Tuesday, April 05, 2005

R. V. LUCAS Date of Judgment April 13 1995

Saskatchewan Judgments

Record 27 of 40
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Date of Judgment: April 13, 1995
Number of Pages: 4
Q.B. A.D. 1994
No. 7 J.C.S.






- W.R. Donlevy - for the Crown
- R. Parker - for Johanna Erna Lucas and
John David Lucas

April 13, 1995

Both of you have been found guilty of the offence that between the 19th day of September, A.D. 1993 and the 22nd day of September, A.D. 1993 at or near Saskatoon, Saskatchewan you did publish matter without lawful justification or excuse that was likely to injure the reputation of a police officer by exposing him to hatred, contempt or ridicule or that was designed to insult the police officer knowing that the matter published was false and did thereby commit an offence contrary to s. 300 of the Criminal Code.

The accused, John David Lucas, has a criminal record dating back to 1966. It reads:

Vancouver BC (1) BE & Theft Sec 292(1)(B) CC
(2) B & E With Intent Sec 292(1)(A) CC
(3) ATT B & E With Intent Sec 24(1) CC (1-3) Susp Sent on $1,000 Bond for 2 Yrs

Calgary Alta(1) Assault CBH Sec 231(2) CC
(2) Threatening Letter Sec 316(1)(A) CC (1-2) $50 I-D 1 Mo On Each Chg Consec

Winnipeg Man Poss Heroin For The Purpose Of Trafficking Sec 4(2) NC ACT 13 Yrs

Vancouver BC Poss Of Weapon Sec 83 CC 2 Yrs Conc With Sent Now Serving

1982-03-10 Released On Mandatory Supervision

Saskatoon, Sask. Queen's Bench Crt. February 17/88 Sec. 116(1) CC - Disobey Court Order (x 2 charges) 1. Sent. 7 days 2. $250 I/D 7 days, 2 year probation

Saskatoon Sask. Fail to Comply With Recognizance Sec 145(3) CC $500 I-D 45 Days & Surcharge Of $50 I-D 7 Days

In determining the proper sentence to be imposed on John David Lucas, I do not take into account his convictions during the period 1966 to and including 1982 except to show that he is no stranger to the criminal legal system. However, I do take into consideration his convictions in 1988 and in 1994.

The accused, Johanna Erna Lucas, has a criminal conviction dated February 17, 1988 for disobeying a court order contrary to s. 116(1) of the Criminal Code.

The criminal libel in this case is cruel and outrageous. It provokes anger and causes resentment. The accused, without lawful justification or excuse published matter which could injure the reputation of a police officer who was doing his duty. The accused exposed him to hatred, contempt or ridicule. The matter published was an insult to the police officer. The accused knew that the matter was false. To the end the accused attempted to justify what they did and thereby have shown no remorse.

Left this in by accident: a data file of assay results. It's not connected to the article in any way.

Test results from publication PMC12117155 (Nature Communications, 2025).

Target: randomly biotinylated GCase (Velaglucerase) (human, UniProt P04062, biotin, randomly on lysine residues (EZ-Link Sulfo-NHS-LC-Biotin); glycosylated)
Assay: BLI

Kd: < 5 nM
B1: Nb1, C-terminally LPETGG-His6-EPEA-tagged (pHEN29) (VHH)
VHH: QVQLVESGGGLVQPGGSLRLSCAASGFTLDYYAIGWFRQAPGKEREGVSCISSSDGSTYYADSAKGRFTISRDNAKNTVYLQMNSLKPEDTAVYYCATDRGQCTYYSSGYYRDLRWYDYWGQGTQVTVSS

The objective of s. 300 of the Criminal Code is the protection of individuals from false defamatory attacks on their privacy and reputation. Once attacked an individual is virtually helpless to defend himself or herself.

The sanctity of an individual's reputation is the fundamental basis for the existence of s. 300 of the Criminal Code. Reputation is inherent in the dignity and worth of individuals. The value of a good reputation in society has been recognized throughout history. In The Law of Defamation in Canada, 1994 (2nd ed.) Vol. 1, Raymond E. Brown, states at p. 4:

"Defamation is, admittedly, a 'peculiar' tort. Nevertheless, however imperfect the law may be, and however much we may despair of the current state of affairs, the importance of providing legal protection to personal reputation is universally acknowledged. It is a value no civilized society has failed to protect. '[N]o system of civil law can fail to take some account of the right to have one's reputation remain untarnished by defamation'. Some form of legal or social constraints on defamatory publications 'are to be found in all stages of civilization, however imperfect, remote, and proximate to barbarism'. The extent to which a community protects the reputation of its citizens may partially measure its 'cultural level and democratic quality'."

In the History and Theory of the Law of Defamation II, [1904] 4 Colum. L. Rev. 33 at p. 33 the author, VanVechten Veeder, stated:

"One's good name is therefore as truly the product of one's efforts as any physical possession; indeed it alone gives to material possessions their value as sources of happiness."

An attack on the reputation of an individual is a serious matter which cannot be tolerated in our society. Such an attack can be equated with psychological abuse which strikes not only at the victim but his family as well. It can cause emotional damage. See: R v. Keegstra (1991), 61 C.C.C. (3d) 1 at p. 36. Such a defamatory attack on an individual's reputation violates that individual's integrity and human dignity similar to a physical assault and may even result in more serious consequences such as emotional distress and worry. There is no price which can be put on the value of an individual's good reputation. It is invaluable.

The following factors are to be considered in determining the proper sentence to be imposed: punishment, deterrence, protection of the public and the reformation and rehabilitation of the offender.

I am of the view that specific and general deterrence are the main factors to be considered in this case.

In determining the proper sentences to be imposed upon the accused, pursuant to s. 612(3) of the Criminal Code, I have considered that the guilt of the accused is aggravated by their plea of justification. The contents of that plea reveal that the defamatory libel which they published was absolutely false.

I conclude that John David Lucas was the instigator and Johanna Erna Lucas was his follower.

It is the sentence of this Court that John David Lucas be incarcerated for a period of two years less one day.

It is the sentence of this Court that Johanna Erna Lucas be incarcerated for a period of 22 months.

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